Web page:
Friederike Kienle’s goal as a music educator is to enthuse her audience, reveal the essence of the music and to lower the barrier for all listeners to enjoy classical music.
Friederike Kienle has a love of music – and a passion for passing this on to others, both young and old. She is an enthusiastic and inspirational music educator. She has conducted several of the popular family and children’s concerts given by the actor Jörg Schade, Krach mit Bach and Papa Haydns Kleine Tierschau, and has developed her own educational projects for the Stuttgart Philharmonic Orchestra, the Balance Forum for Music of Stuttgart and the Hokkaido University of Education in Sapporo, Japan. Her activities as a music educator are always directed towards creating meaningful moments in experiencing music.

She enjoys an extensive artistic collaboration with the Stuttgart wordsmith and concert poet Timo Brunke. In collaboration, they developed contemporary and diverting new versions of Verdi’s La Traviata, Goethe’s Egmont and Strauss’ Der Bürger als Edelmann. In combination with Brunke’s rhapsodic verbal art, the works acquire a surprising and touching contemporary relevance, speaking to, in particular, an audience of children and young adults. Timo Brunke’s signature style also allows the full humour of Camille Saint-Saens’ Carnival of the Animals to unfold for a new generation of children: a visionary world is revealed in which animals meet and befriend humans eye-to-eye.


Beethoven’s Symphony No. 9 is popular the world over. Everyone is familiar with the symphony and its famous Ode to Joy. But despite its familiarity, the curious structure of the symphony is an enigma.


In her lecture, Friederike Kienle elucidates the historical milieu of Beethoven and the structure and meaning of the symphony for a broad audience by means of live musical excerpts – with the aim of giving the audience a deeper insight into Beethoven’s fascinating masterpiece.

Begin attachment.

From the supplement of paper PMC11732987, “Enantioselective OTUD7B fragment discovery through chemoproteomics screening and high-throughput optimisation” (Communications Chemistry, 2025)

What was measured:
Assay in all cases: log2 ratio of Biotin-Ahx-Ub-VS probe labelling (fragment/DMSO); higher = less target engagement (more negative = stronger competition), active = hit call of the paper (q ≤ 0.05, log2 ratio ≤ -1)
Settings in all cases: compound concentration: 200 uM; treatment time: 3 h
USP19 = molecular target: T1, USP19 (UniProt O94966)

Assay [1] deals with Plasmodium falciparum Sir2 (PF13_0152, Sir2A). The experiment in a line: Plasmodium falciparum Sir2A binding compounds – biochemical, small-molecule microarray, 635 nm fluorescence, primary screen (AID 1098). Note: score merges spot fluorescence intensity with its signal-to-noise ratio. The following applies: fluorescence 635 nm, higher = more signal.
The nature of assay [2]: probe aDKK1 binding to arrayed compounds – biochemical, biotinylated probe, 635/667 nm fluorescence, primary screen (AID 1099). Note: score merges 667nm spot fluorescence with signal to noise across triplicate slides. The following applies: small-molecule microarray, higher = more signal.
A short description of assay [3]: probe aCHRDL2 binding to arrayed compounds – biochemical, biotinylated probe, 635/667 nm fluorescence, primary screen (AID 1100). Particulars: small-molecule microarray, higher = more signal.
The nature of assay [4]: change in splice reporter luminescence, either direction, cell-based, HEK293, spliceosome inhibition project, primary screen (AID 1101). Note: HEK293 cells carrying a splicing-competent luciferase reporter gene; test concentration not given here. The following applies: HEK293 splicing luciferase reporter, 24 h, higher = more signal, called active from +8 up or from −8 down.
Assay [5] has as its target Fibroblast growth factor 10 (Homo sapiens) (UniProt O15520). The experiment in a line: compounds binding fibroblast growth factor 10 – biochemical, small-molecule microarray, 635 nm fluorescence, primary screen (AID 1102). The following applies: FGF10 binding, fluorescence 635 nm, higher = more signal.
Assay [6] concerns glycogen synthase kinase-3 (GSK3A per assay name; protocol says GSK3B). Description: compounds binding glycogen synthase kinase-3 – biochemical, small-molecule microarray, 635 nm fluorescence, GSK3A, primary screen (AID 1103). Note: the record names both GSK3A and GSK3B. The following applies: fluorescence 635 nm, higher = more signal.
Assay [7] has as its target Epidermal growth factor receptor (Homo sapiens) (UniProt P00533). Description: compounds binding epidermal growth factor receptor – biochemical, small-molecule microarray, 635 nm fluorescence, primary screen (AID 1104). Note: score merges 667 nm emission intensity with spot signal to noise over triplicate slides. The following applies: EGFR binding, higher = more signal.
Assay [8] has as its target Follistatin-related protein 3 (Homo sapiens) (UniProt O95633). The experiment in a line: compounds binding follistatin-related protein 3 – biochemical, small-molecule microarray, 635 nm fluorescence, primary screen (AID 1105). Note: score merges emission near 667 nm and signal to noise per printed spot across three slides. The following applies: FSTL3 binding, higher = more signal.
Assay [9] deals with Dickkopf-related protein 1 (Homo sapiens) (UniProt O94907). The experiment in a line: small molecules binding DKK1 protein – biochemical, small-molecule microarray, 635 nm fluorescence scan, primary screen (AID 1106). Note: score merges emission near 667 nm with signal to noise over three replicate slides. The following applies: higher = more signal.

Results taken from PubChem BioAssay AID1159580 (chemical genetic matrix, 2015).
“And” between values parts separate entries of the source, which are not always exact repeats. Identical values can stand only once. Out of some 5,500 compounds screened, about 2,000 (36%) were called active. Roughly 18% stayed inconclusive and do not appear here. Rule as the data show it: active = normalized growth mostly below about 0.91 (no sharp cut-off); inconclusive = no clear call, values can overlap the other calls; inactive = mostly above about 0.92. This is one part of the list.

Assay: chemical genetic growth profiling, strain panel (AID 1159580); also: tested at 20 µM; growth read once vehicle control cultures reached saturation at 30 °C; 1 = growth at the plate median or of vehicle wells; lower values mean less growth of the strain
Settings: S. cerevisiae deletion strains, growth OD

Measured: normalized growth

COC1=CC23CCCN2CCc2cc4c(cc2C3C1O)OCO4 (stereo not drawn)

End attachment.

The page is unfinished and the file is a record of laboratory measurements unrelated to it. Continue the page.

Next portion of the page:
“…the ground-breaking novelty of Beethoven’s compositional style in the choral finale is that he is composing then and there in the concert hall, before the eyes and ears of the audience. He doesn’t present the listener with the results of his inner compositional process, but co-composes the search undertaken by the entire audience. In this way, we become one with Beethoven. We search, we suffer, we struggle, we ascend, we come face to face with God. Beethoven has composed something that has the power to empower us. After this journey we feel ecstasy: joy really exists! The individual experiences of each of us when we embark on the symphony is what has made the Symphony No. 9 such a global success.

Even now, after almost 200 years, it continues to move us.”

La Traviata - Love until the last breath Chamber opera version for 3 singers, narrator and ensemble

La Traviata is one of the five most popular and regularly performed works in today’s opera repertoire. Violetta, a courtesan at the height of her popularity decides to renounce her previous way of life, but, tragically, she suffers from tuberculosis and falls victim to the double standards of the bourgeoisie. The depth, passion and tenderness of Giuseppe Verdi’s music transforms this sad story into a timeless fable about love itself.